I had to put Spot in with our boys. Now it's not unusual for dogs to be in with boys. We choose to put him in with our girls because they are further back in the woods are there is more likely to be predators back there (loose dogs being the worst offenders). Our boys are less vulnerable. Plus, we have a gelding in with the boys who acts like a watch llama. Our boys don't seem to like Spot. We have new boys too, Navigator and Greyt, who were most suspicious of Spot. I have very little sympathy for Spot not being so welcome by the boys, after all, he's there because he messed up the fence back at his usual home. I only hope he doesn't figure out an escape route. I'm sure the lure of thinking he can find ham bones could make him break down just about anything.

Wednesday, December 16, 2009

Alpaca Hat Giveaway

Check out Alpaca Farm Girl's blog entry for a hat giveaway. She tells about Red Maple Sportswear Co. that specializes in alpaca products. They have some nice stuff! Being a sock person, those struck me first, but I love that blue sweater with the white snowflake too. It's all nice!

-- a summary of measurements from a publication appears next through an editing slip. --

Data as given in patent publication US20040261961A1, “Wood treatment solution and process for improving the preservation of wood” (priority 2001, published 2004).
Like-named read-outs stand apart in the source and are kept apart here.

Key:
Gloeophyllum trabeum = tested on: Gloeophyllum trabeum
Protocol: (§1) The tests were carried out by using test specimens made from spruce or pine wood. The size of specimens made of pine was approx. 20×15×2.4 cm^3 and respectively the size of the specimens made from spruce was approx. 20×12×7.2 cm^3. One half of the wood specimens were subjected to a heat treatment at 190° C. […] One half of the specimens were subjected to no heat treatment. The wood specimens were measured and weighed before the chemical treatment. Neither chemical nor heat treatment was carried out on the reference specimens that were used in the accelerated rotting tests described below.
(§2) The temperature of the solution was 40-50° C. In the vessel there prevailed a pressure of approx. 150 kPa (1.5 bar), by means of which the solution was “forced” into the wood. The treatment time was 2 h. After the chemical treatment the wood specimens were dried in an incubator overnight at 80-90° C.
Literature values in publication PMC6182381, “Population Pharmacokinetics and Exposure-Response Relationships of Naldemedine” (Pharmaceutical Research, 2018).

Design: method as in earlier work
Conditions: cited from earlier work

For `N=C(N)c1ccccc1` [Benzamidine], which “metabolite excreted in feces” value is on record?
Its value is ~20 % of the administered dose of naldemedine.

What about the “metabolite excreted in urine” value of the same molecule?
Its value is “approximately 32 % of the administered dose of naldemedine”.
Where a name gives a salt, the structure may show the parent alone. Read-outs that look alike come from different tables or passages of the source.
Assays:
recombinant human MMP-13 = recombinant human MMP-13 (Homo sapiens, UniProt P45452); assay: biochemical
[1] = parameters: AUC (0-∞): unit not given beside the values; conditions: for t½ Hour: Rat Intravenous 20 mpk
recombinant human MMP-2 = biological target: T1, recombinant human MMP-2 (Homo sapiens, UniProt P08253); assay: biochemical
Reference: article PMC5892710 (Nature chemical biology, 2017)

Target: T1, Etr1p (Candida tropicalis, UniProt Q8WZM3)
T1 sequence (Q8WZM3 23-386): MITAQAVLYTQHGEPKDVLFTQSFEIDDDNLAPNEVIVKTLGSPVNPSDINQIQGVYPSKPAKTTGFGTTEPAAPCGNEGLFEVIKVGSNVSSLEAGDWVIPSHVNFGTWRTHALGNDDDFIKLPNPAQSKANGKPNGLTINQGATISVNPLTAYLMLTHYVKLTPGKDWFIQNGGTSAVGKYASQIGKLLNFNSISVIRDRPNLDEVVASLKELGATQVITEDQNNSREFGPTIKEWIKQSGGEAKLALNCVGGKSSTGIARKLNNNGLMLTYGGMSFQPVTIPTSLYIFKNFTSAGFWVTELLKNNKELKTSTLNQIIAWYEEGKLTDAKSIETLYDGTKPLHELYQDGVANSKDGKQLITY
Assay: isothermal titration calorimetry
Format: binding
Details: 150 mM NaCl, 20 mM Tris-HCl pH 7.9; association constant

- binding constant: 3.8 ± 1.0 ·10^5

Saturday, December 12, 2009

Farm Days and Farm Growth

Days like today remind us that we really are running a farm business. Today J got up at 5 a.m. to drive to Ohio to complete a 3 farm alpaca deal. Thankfully it's not snowing today and it should be decent whether. He does have 4 wheel drive, but ice concerns me, especially with the trailer. He has something like 16 hours of driving ahead of him. We decided that I would not go with him. If I were to go, then we need to decide what to do with the kids. They do not travel well, and 16 hours in the truck isn't fun for anyone, worse with fighting, ornery kids. We could have someone watch the kids, but we like to save those requests for times we absolutely need to. So, I'm home doing the usual weekend stuff, and he'll be gone all day completing this alpaca transport. I do also want to see my grandma today. She is having a gathering for her 90th birthday! May we all live a long and healthy life!!